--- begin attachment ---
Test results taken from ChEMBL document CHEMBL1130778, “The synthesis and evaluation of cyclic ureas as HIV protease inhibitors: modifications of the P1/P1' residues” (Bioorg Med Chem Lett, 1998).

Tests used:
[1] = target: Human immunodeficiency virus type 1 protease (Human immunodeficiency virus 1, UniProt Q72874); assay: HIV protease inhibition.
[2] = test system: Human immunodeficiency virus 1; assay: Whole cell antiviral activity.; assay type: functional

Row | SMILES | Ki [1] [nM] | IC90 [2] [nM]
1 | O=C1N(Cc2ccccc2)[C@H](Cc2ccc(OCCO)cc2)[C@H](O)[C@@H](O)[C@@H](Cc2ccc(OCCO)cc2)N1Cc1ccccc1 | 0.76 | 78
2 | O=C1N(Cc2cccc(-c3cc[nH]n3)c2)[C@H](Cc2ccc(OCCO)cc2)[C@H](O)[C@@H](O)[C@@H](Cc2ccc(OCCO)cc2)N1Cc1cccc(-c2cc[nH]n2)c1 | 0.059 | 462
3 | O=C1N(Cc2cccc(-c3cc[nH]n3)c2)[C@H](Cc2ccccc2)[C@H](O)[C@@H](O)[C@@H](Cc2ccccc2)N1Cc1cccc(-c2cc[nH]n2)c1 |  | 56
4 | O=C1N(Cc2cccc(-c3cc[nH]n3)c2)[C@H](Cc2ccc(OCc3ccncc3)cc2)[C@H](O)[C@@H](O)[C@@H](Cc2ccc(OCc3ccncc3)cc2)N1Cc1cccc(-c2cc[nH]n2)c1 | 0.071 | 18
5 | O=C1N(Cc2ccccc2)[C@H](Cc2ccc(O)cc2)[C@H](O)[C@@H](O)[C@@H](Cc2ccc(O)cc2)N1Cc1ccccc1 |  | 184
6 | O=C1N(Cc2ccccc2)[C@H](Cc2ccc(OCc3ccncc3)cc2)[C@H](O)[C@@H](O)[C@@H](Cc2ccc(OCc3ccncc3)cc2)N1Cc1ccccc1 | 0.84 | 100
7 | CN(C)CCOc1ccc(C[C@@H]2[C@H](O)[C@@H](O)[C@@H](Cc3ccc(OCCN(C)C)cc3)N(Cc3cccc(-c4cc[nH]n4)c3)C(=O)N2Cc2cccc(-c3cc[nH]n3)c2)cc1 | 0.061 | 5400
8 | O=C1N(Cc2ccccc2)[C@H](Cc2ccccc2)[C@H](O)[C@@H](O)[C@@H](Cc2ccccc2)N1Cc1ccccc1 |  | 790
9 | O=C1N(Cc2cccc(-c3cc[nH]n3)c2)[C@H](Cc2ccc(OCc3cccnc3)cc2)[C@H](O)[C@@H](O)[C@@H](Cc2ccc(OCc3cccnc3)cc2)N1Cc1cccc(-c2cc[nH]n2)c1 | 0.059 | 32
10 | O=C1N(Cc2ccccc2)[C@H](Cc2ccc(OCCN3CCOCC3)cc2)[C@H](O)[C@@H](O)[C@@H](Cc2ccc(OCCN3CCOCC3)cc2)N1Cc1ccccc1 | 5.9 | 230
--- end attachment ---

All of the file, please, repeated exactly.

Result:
Test results taken from ChEMBL document CHEMBL1130778, “The synthesis and evaluation of cyclic ureas as HIV protease inhibitors: modifications of the P1/P1' residues” (Bioorg Med Chem Lett, 1998).

Tests used:
[1] = target: Human immunodeficiency virus type 1 protease (Human immunodeficiency virus 1, UniProt Q72874); assay: HIV protease inhibition.
[2] = test system: Human immunodeficiency virus 1; assay: Whole cell antiviral activity.; assay type: functional

Row | SMILES | Ki [1] [nM] | IC90 [2] [nM]
1 | O=C1N(Cc2ccccc2)[C@H](Cc2ccc(OCCO)cc2)[C@H](O)[C@@H](O)[C@@H](Cc2ccc(OCCO)cc2)N1Cc1ccccc1 | 0.76 | 78
2 | O=C1N(Cc2cccc(-c3cc[nH]n3)c2)[C@H](Cc2ccc(OCCO)cc2)[C@H](O)[C@@H](O)[C@@H](Cc2ccc(OCCO)cc2)N1Cc1cccc(-c2cc[nH]n2)c1 | 0.059 | 462
3 | O=C1N(Cc2cccc(-c3cc[nH]n3)c2)[C@H](Cc2ccccc2)[C@H](O)[C@@H](O)[C@@H](Cc2ccccc2)N1Cc1cccc(-c2cc[nH]n2)c1 |  | 56
4 | O=C1N(Cc2cccc(-c3cc[nH]n3)c2)[C@H](Cc2ccc(OCc3ccncc3)cc2)[C@H](O)[C@@H](O)[C@@H](Cc2ccc(OCc3ccncc3)cc2)N1Cc1cccc(-c2cc[nH]n2)c1 | 0.071 | 18
5 | O=C1N(Cc2ccccc2)[C@H](Cc2ccc(O)cc2)[C@H](O)[C@@H](O)[C@@H](Cc2ccc(O)cc2)N1Cc1ccccc1 |  | 184
6 | O=C1N(Cc2ccccc2)[C@H](Cc2ccc(OCc3ccncc3)cc2)[C@H](O)[C@@H](O)[C@@H](Cc2ccc(OCc3ccncc3)cc2)N1Cc1ccccc1 | 0.84 | 100
7 | CN(C)CCOc1ccc(C[C@@H]2[C@H](O)[C@@H](O)[C@@H](Cc3ccc(OCCN(C)C)cc3)N(Cc3cccc(-c4cc[nH]n4)c3)C(=O)N2Cc2cccc(-c3cc[nH]n3)c2)cc1 | 0.061 | 5400
8 | O=C1N(Cc2ccccc2)[C@H](Cc2ccccc2)[C@H](O)[C@@H](O)[C@@H](Cc2ccccc2)N1Cc1ccccc1 |  | 790
9 | O=C1N(Cc2cccc(-c3cc[nH]n3)c2)[C@H](Cc2ccc(OCc3cccnc3)cc2)[C@H](O)[C@@H](O)[C@@H](Cc2ccc(OCc3cccnc3)cc2)N1Cc1cccc(-c2cc[nH]n2)c1 | 0.059 | 32
10 | O=C1N(Cc2ccccc2)[C@H](Cc2ccc(OCCN3CCOCC3)cc2)[C@H](O)[C@@H](O)[C@@H](Cc2ccc(OCCN3CCOCC3)cc2)N1Cc1ccccc1 | 5.9 | 230